SMA Solar unable to meet demand in Q2, shares down
FRANKFURT (Reuters) - SMA Solar, the world's No.1 maker of solar inverters, warned it could not fully meet strong demand in the second quarter due to component shortages, sending its shares more than 2 percent lower.
"The inadequate supply of electronic components affects not only all inverter manufacturers but a number of other sectors as well," SMA Solar Technology AG Chief Executive Guenther Cramer said in a statement on Friday.
Inverters are key components which convert direct current generated from solar modules into alternating.
"As soon as the material supply situation has relaxed, we will be able to supply a considerably greater number of inverters within a very short term owing to our expansion of production capacities," he added.
SMA shares were down 1.9 percent at 92.85 euros by 0756 GMT, after dropping as low as 90.44 euros, as the negative comments on the second quarter countered forecast-beating results for the first quarter of the year.
Demand for solar products is rising as customers in Germany, the world's largest market, bring forward orders ahead of subsidy cuts in July, triggering concerns in the country's solar industry about how demand will develop once incentives are cut.
But production capacity around the world was lowered sharply last year, when the solar sector was hit by an unprecedented crisis caused by component oversupply and a slump in prices.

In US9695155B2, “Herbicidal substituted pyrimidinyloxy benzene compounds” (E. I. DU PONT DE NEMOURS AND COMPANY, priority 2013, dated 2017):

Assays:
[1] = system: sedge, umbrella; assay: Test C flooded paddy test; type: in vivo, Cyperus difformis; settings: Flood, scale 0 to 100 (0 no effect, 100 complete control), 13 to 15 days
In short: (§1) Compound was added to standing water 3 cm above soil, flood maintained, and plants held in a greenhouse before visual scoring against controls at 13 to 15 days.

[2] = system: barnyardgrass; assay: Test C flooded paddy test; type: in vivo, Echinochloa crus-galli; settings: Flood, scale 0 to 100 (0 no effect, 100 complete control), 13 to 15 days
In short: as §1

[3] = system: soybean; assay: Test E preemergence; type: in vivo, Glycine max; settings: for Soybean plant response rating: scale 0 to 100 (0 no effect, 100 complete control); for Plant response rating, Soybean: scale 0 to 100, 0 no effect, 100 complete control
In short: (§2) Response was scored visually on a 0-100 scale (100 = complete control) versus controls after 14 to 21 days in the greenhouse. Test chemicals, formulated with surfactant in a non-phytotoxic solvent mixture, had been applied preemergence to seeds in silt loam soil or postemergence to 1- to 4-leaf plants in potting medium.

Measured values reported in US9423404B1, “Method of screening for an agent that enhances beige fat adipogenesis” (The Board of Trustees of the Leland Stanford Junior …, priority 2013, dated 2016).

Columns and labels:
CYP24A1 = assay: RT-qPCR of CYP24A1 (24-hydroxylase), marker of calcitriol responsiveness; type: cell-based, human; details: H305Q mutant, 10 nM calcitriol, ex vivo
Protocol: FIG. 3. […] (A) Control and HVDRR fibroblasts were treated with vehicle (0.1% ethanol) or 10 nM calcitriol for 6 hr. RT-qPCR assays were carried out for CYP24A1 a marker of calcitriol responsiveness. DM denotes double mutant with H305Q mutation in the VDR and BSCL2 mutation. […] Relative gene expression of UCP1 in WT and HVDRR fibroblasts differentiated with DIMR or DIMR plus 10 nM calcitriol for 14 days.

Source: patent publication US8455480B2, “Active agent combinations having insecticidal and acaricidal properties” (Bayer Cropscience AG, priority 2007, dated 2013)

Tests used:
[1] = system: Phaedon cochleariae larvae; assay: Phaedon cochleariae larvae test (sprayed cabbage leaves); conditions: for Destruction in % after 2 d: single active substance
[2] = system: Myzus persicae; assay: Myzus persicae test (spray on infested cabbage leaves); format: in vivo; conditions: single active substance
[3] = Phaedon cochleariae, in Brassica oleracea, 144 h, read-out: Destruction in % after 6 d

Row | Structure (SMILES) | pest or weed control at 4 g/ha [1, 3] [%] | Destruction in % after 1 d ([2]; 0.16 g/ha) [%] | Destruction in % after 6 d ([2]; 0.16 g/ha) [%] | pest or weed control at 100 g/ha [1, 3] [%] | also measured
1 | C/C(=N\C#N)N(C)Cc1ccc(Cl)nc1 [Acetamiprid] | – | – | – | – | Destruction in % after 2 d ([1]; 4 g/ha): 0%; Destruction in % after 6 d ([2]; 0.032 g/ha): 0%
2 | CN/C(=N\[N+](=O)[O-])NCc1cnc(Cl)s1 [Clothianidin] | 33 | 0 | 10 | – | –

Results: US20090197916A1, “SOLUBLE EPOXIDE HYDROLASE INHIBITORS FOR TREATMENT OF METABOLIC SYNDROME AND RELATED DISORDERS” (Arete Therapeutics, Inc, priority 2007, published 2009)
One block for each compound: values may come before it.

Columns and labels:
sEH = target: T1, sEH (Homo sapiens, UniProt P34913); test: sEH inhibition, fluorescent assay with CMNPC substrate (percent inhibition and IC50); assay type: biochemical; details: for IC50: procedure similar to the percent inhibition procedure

"The comments on Q2 are very disappointing since SMA can't fully make use of ... demand ahead of the subsidy cuts. Also it is unclear when the supply shortage will really be resolved -- SMA expects the situation to improve step-by-step in H2," DZ Bank analyst Sven Kuerten wrote.
SMA said in March it had a 43 percent share of the global market for solar inverters -- far ahead of unlisted Fronius International and Kaco new energy, the global No. 2 and 3 with a share of below 10 percent each, as well as other competitors such as Siemens and Schneider Electric.
SMA Solar still expects sales of between 1.1 billion euros ($1.4 billion) and 1.3 billion and an operating margin of 20 to 23 percent this year.
First-quarter operating earnings before interest and tax (EBIT) came in at 92 million euros, beating the average estimate of 89 million in a Reuters poll of analysts.
(Editing by David Holmes)